Posted in appetizers/snacks, Food, Home Food Preservation

Apple-Apricot Fruit Leather

This week I decided to try my hand at making fruit leather.  I’ve had a great deal of success drying fruits and vegetables so I thought it might be fun to change things up a bit. My dehydrator comes equipped with various trays and supplies for drying fruits, vegetables, herbs, and leathers.  Using puréed fresh fruit, baby food, or applesauce make for quick and easy assembly.  Plug the dehydrator in just before going to bed and (in most cases) in the morning, you’ll have a delicious homemade treat that can be stored at room temperature for a few weeks in an airtight container.  You can also pop these treats into the freezer and they’ll keep for about 1 year.  

These were a big hit with my family.  I’ve got lots of fresh strawberries parked in the fridge so I think I’ll give this a try with puréed strawberries and honey next time.

Apple-Apricot Leather

1 (8 oz) jar puréed baby food

1-2 cups sweetened or unsweetened applesauce

In a medium bowl, mix applesauce with apricot purée.  Cover with plastic wrap and microwave on high for 6-8 minutes or until the mixture reaches 160 degrees.  Stir every few minutes.  

Cool slightly.  Spread mixture evenly on dehydrator fruit leather drying trays.



Drying times very depending on equipment, humidity in the air, and thickness of fruit.  Fruit leather usually requires at least 8 hours to set completely.  Follow manufacturer’s directions for specifics about varying drying times.  



Dry fruit at 140 degrees until no indentation is left when you touch the center with your finger.

While still warm, peel fruit leather from drying tray.

Quarter fold the fruit leather for slicing.

Slice into wedges or as desired.

Wrap well in plastic wrap for storage.

Store at room temperature in airtight container.



Here’s a great resource for important guidance when drying fruit…
http://nchfp.uga.edu/how/dry/fruit_leathers.html

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Posted in Baking, breakfast, Food, Home Food Preservation

Drying Your Own Fruit



One of my favorite ways to preserve fruits and vegetables is to thinly slice them and dry them in my dehydrator.  Drying is one of the oldest methods for preserving foods. This makes for a nutritious and convenient snack that needs little space for storage. There are two ways in which I dry fruits… I often purée fresh fruit in the blender, spread the purée on a dehydrating sheet and dry the product according to the manufacturer’s instructions. I then wrap long strands of the dried leather in cellophane and store it in a mason jar.  Other times, I simply slice ripe fruit, process it in the dehydrator overnight, condition the fruit and package for a nutritious and high-energy snack.  Drying your own fruit at home is far less expensive than purchasing packaged dried fruits and can insure that there are no extra preservatives added to the fruit.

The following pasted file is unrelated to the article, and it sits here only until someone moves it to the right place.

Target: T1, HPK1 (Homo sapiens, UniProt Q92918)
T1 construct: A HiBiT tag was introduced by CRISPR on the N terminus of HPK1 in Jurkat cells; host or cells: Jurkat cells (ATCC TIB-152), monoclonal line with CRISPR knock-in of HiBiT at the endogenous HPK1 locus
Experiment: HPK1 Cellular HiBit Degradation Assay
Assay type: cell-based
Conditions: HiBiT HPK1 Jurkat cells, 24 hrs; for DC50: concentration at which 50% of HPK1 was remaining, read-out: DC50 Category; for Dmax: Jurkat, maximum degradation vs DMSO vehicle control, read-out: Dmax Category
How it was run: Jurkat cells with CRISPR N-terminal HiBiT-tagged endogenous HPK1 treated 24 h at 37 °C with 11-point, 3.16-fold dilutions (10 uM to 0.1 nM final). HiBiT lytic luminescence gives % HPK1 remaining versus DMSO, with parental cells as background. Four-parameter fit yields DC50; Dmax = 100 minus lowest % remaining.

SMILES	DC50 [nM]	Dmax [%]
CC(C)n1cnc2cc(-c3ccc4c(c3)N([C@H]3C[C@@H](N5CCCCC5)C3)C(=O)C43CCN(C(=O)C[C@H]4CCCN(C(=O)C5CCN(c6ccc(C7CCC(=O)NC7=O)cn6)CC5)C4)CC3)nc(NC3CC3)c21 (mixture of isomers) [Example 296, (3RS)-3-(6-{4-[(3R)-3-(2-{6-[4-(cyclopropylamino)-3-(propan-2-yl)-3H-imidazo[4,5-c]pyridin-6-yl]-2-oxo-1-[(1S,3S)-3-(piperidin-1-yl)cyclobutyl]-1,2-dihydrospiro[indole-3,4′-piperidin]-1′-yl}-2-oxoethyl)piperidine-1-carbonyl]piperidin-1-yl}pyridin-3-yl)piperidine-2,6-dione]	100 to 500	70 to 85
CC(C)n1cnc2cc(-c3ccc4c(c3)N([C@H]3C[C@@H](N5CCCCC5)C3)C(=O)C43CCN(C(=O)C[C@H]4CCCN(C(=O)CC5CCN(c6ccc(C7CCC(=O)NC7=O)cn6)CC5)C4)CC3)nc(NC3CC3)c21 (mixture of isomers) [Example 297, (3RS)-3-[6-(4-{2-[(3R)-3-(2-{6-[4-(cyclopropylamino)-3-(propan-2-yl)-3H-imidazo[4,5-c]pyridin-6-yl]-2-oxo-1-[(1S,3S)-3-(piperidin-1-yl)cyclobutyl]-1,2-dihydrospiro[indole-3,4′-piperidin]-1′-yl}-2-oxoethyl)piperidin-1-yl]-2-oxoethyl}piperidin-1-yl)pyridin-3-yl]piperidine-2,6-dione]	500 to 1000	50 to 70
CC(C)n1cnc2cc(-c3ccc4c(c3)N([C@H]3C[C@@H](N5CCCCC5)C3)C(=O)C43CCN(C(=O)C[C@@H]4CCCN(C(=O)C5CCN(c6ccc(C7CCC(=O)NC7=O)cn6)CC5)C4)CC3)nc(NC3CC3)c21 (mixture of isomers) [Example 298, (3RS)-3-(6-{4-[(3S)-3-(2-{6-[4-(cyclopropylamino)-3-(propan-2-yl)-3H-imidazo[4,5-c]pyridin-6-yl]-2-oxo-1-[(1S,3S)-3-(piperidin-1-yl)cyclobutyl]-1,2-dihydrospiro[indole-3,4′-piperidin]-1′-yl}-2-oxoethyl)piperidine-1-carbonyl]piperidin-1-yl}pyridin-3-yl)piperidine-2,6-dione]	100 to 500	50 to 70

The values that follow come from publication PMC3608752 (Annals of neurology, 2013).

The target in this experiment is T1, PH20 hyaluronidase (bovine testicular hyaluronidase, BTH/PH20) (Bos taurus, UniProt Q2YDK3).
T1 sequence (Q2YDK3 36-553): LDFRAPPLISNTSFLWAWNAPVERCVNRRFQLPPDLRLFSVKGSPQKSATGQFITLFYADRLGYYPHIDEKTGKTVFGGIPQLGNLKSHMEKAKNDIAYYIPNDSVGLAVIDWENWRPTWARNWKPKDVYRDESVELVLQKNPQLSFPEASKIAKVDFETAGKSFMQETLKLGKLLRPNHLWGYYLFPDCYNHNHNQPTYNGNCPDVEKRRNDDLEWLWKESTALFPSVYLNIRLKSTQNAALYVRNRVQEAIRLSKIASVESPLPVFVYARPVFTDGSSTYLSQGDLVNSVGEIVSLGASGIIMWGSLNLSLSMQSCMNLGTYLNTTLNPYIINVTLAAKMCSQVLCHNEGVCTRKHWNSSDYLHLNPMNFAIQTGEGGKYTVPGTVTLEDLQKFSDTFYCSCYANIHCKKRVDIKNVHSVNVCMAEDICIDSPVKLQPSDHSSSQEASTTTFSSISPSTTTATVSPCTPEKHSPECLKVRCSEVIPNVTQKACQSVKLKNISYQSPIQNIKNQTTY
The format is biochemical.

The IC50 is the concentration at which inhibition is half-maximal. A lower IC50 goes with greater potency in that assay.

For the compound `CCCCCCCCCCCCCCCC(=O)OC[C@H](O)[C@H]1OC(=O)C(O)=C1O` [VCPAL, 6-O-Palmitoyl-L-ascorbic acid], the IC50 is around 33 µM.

Some fruits suitable for drying include apples, pears, peaches, plums, apricots, bananas, cantaloupe, and berries.  To process, carefully follow the directions that accompany your dehydrator or use a recipe from a reputable source.  These recipes  have been tested to reduce any food safety issues and boost nutritional impact.  If you are interested in making your own jams or jellies, pickles, salsa, fruit leather or dried fruit, here are a few sites that will provide you with an abundance of carefully tested recipes. 

The National Center for Home Food Preservation – http://nchfp.uga.edu

Drying Fruits and Vegetables Penn State Extension – http://extension.psu.edu/food/preservation/safe-methods/drying-vegetables

Ohio State Extension Food Preservation – http://extension.oregonstate.edu/fch/food-preservation